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Food Storage

cougarmeat

Paddler
Joined
Sep 17, 2012
Messages
1,180
Location
Bend OR USA
I didn't want to hijack the "Bear Protection" thread with a discussion about food storage so I put it here. I used to hang food. Finding a suitable tree and rigging the line always took a bit of time - not to mention raising/lowering the bag for meals and of course those times when there is "one more thing (like the trash bag) that also needed hanging.

These days I use a bear barrel. It fits nicely in a dry bag - the lid isn't waterproof - along with cooking gear. I store it away from camp - as I would with a food hang - and cover the top (lid) with a plastic bag for rain protection.

Later this year I'll get a URSack - bear bag - because sometimes I need a little more room for food. The URSack comes in two models; the Major and the Allmitey. The Major is a tight weave; for bear protection, you must buy an aluminum cylinder that fits inside the sack. The AllMitey has a second layer of Kevlar inside. I asked URSack which would be the best model to use against raccoons, squirrels, and ravens. They said the AllMitey - with its Kevlar second layer - was best for that. If there was a bear concern, then the Major with an aluminum cylinder would be best.

The videos show tying the bag directly to a tree, but I'd feel better stringing a line about head high between two close trees and suspending the URSack in the middle of that line.

I haven't paddled anywhere near "bear" country but I have seen ravens attack and open a hanging food bag.
 
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The videos show tying the bag directly to a tree, but I'd feel better stringing a line about head high between two close trees and suspending the URSack in the middle of that line.
It would be a pretty entertaining evening watching bears trying to get at the sack hung at head height! Maybe a bit noisy after bedtime though.
 
I've been debating whether to go for a bear canister or an ursack. The ability to moosh a bag around a bit seems like a nice advantage over a hard shelled canister. Of course having an aluminum liner negates that advantage.

There's also the potential for a bear chomping and slobbering through the sack which isn't super appealing to me though. The internal debate continues.
 
Maybe I should have made it clearer that the sack choice is to be used in a "no bears" zone. My main concern is Ravens. While on James Island (San Juans), I saw two paddlers hang their food in a nylon dry sack and walk away to admire the view of Mt. Baker to the east. I was just putting up my tarp and in the few minutes it took to do that, and for the other campers to come back, the ravens had torn into their bag and made away with what they could. In other places, I've seen ravens land on picnic tables as soon as the human had walked away - sometimes before - and start pecking at whatever bag was available.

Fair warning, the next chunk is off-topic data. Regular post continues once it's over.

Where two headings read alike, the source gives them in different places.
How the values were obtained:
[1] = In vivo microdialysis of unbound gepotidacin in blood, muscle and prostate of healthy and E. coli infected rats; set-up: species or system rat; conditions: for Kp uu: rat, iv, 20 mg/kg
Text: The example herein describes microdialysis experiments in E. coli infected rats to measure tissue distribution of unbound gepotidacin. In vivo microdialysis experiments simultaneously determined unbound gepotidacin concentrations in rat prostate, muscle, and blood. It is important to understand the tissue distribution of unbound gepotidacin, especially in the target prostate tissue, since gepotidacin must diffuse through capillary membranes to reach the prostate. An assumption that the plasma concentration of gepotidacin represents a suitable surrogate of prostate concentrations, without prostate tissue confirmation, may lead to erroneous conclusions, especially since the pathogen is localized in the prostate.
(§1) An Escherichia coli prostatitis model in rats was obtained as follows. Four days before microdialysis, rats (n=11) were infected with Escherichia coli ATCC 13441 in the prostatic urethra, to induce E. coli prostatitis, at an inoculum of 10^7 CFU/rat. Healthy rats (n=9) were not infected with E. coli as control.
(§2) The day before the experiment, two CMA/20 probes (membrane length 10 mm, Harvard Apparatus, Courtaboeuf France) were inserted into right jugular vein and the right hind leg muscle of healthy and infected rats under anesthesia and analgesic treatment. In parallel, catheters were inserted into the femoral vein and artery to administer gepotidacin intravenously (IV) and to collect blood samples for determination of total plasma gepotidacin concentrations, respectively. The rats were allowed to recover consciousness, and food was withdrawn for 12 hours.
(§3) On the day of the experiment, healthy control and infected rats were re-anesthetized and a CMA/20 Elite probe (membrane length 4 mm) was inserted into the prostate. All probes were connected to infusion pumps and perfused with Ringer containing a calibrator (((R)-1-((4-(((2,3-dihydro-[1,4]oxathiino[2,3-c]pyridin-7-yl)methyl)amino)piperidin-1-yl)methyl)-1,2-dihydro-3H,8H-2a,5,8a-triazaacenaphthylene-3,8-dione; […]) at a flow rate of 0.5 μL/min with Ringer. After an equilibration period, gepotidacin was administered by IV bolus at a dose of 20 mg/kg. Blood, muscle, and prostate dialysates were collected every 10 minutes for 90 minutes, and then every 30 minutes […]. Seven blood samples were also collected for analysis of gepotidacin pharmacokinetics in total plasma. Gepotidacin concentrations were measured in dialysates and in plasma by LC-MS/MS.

So for bears - sure my Garcia Bear Barrel works great and doubles as a seat around the camp area - stored away from camp when the meal is over. But for smaller critters with teeth, the kevlar lined URSack Allmitey will probably do the job. If the issue was bears, the URSack Major with its metal aluminum liner is designed for that.

There's nothing wrong with hanging food; I've done my share and have a two-line system with a pulley. But if all my food (about 7 days) can fit in the barrel, the setup (open the lid, close the lid, store away from camp) is a lot simpler.
 
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Maybe I should have made it clearer that the sack choice is to be used in a "no bears" zone
:) I figured that. Having the ravens and mice as the main antagonists would be so much simpler. That said, I have had mouse issues more often than bear issues so far. Finding a suitable hang for food is pretty hard in most places so even most of the guided trips I have done use hatch storage when outside of parks that have metal food lockers, not using cannisters or metal mesh bags.
 
Yes food protection and bear safety are different but related. In my opinion the greatest risk to loss of food is rodents and birds but the safety risk is low. Loss of food to bear is far less likely but if it occurs it will cause a habituated bear and a safety issue for subsequent people. I don't believe hanging food is sufficient for either of these. I have hung food in the past and have stored it in kayak hatches and even just left it in packs on the ground but I've seen too many irresponsible campers to think that that is safe anymore. I have switched to bear canisters for hiking and paddling. I can readily fit them in my kayaks and one per 2 people is probably sufficient even for week long hiking trips.
 
" you must buy an aluminum cylinder that fits inside the sack. "
The only reason you would need the aluminium liner as far a I understand is if you are worried about your food becoming a pancake when a bear attempts to get in or if park restrictions say so.
 
I find the hard smooth surfaces of our bear barrels actually make it easier to load other kit around them. Things slide past them easily, unlike vinyl on vinyl drybag friction.
 
In our latest SISKA newsletter, Debbie Leach shared this “Tips from the Trips” from Barry Turner.

Bear Proof and Water Proof

Use 3mm closed-cell sponge rubber (adhesive) tape cut to fit in the channel of the lid.

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